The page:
Aurélie Tiercin
The Coquille Saint-Jacques,

the treasure of the Bay of Saint-Brieuc

Every winter, hundreds of boats leave the ports of the Bay of Saint-Brieuc - Paimpol - Les Caps destination to fish for the most popular shellfish in the region: the Coquille Saint-Jacques scallop.

Aurélie Tiercin

The white gold of the Côtes d'Armor

From October to March, nearly 6,000 tonnes of scallops are fished from Loguivy-de-la-Mer, Saint-Quay-Portrieux and Erquy, ports, located on the most productive deposit in France, spread over 150,000 hectares.

This precious resource is strictly governed by legislation that ensures its protection and proper reproduction. As such, the fishermen – holders of a specific licence – can make use of 45 minutes of fishing per day, at a rate of two days per week. Though the scallops are mainly collected by dredging (a name given to the metallic device, in the form of a pocket and composed of rings, dragged along the seabed to collect buried shells), a small section of the profession has become specialised in diving fishing, a more artisanal practice.

Set sail immediately with one of the 11 local licence-holders!

 

Aurélie Tiercin

Diving to fish for scallops

To experience this technique, I put on my best boots and headed out to Saint-Quay-Portrieux, home of Ki Dour Mor, where the team that has been working there for three years awaited me. Heading up the team, Victor Coutin and his wise Aurélie. This former sailor working aboard trawlers has reconciled his passion for diving with his work by creating the underwater fishing activity – all in accordance with his values, by committing to truly sustainable and ecological fishing. After an outing cancelled due to strong winds, it was in the company of Kenan and Wally – the two divers – and Gildas, the pilot, that I set out that morning for one of the two weekly shellfishing sessions.

Aurélie Tiercin

Heading out on the water

After a few dozen minutes of slightly hectic navigation, the boat stabilised and the divers geared up in the rain. The launch is scheduled for 13:45 sharp, during the slack when the current between two tides is almost non-existent. At the set time, the two bravest ones immerse themselves in 13°C water for two hours (the legal duration for diving fishing) with bottle of Nitrox, a mixture of oxygen and nitrogen that allows them to stay longer underwater and considerably reduces decompression.

With Gildas, we patiently wait a few minutes before the professional's keen eyes see the first orange parachute appear on the surface. At its end, one of the eight 30 kg bags brought to the surface by the divers. At this point, everything starts to accelerate: Gildas steers the boat towards it, grabs it with a hook bar and then empties its contents into one of the boat's many bins. The second parachute doesn't take long to appear, and the manoeuvre starts again, over the course of an hour – after which Kenan and Wally get back into the boat to change bottles, take back their bags and start again.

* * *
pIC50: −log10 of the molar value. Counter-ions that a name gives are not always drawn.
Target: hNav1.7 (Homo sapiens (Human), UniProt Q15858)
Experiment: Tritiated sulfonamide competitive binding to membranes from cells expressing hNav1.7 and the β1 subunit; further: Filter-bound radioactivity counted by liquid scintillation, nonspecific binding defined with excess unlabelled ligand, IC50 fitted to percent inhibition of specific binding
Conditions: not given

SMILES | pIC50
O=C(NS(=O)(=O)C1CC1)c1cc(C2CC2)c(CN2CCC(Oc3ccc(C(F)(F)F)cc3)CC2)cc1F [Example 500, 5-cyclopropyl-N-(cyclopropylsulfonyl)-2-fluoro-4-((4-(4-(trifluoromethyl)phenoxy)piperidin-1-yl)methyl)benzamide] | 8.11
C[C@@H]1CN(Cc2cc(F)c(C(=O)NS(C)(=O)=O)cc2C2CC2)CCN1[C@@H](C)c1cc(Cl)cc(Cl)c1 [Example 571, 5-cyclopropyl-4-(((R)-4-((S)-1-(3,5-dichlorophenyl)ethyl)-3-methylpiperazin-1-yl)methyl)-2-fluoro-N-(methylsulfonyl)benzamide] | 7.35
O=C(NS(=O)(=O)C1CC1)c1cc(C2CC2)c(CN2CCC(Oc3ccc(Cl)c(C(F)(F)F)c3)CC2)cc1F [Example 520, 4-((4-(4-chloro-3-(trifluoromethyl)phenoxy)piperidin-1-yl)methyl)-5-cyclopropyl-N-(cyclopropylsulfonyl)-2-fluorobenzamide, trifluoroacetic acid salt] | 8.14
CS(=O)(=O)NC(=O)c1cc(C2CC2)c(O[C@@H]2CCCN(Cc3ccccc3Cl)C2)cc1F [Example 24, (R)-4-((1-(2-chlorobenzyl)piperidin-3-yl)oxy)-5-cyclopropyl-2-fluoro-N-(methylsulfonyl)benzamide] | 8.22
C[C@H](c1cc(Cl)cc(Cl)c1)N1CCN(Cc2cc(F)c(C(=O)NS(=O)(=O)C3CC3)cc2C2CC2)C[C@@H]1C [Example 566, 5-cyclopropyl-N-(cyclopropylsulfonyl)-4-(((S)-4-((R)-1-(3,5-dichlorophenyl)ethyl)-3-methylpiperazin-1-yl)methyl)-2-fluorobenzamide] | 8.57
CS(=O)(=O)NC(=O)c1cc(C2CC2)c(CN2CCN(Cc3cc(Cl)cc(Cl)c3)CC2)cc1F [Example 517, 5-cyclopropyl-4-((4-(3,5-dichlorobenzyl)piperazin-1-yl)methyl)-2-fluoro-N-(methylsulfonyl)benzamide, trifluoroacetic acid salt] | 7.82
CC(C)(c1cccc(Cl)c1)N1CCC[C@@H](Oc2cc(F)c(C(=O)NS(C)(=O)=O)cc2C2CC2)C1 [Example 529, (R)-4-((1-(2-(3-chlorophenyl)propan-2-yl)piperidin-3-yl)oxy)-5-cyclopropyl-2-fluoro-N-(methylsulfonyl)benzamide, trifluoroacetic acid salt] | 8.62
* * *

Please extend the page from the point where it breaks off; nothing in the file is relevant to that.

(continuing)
Aurélie Tiercin

Return to the port

Meanwhile, Gildas doesn't sit still for a second as I scan the horizon for the precious parachutes. He empties the nets, starts sorting and cleaning the shells – which are then stored according to size (from 11 to 13 cm) and customer orders (fish wholesalers, individuals and restaurant owners) placed on the Ki Dour Mor website.

After two hours of work, the 450 kg authorised for this fishing outing (against 1.20 tons for dredge fishermen) are on board, ready to be sent to their recipients the next morning and will be in the homes of consumers within 24 hours.

We return to the port, where I leave them as the day begins to fade and the rain falls, but the work is far from over for the three men who will continue to sort before organising the day's harvest into baskets. The next day, another type of fishing awaits them – this time, for abalone – which these professionals also practise three times a week in addition to scallop fishing.

This dive, with the very friendly crew of Ki Dour Mor, allowed me to discover a new type of fishing – ensuring quality and sustainability – in the company of passionate sailors who value their products, while taking care of the marine flora and fauna of the natural, classified deposit of the Bay of Saint-Brieuc. Theirs is a truly respectful approach that appeals to many professionals today, including Michelin-starred chefs!

 

Aurélie Tiercen
Aurélie Tiercen
Aurélie Tiercin

Aurélie Tiercin (also known thanks to her Blog Lalydo Breizh Life) invites you to follow her on her beautiful, gastronomic escapades through the Bay of Saint-Brieuc - Paimpol - Les Caps Destination! Her aim? To offer you the secrets of our best local products and specialities. Articles to make your mouth water and ignite a desire to meet new people: a fisherman, a pancake maker, a cider maker, a saffron producer, or even an expert on seaweed, both on the foreshore and in the kitchen! Are you a foodie? Are you always ready to learn more? Well then, you'll love it!

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Calendar
the tides
Low tide
High tide
Low tide
High tide
Low tide
Mon 11
Low tide
05:25
High tide
11:04 coef. 081
Low tide
17:46
High tide
23:25 coef. 073
Low tide
Tue 12
Low tide
06:03
High tide
11:46 coef. 064
Low tide
18:31
Low tide
Low tide
Wed 13
Low tide
High tide
00:14 coef. 056
Low tide
06:52
High tide
12:42 coef. 049
Low tide
19:34
Thu 14
Low tide
High tide
01:28 coef. 043
Low tide
08:08
High tide
14:14 coef. 041
Low tide
21:07
Fri 15
Low tide
High tide
03:18 coef. 043
Low tide
09:56
High tide
16:02 coef. 047
Low tide
22:44
Sat 16
Low tide
High tide
04:49 coef. 053
Low tide
11:23
High tide
17:16 coef. 059
Low tide
23:54
Sun 17
Low tide
High tide
05:49 coef. 066
Low tide
12:23
High tide
18:10 coef. 071
Low tide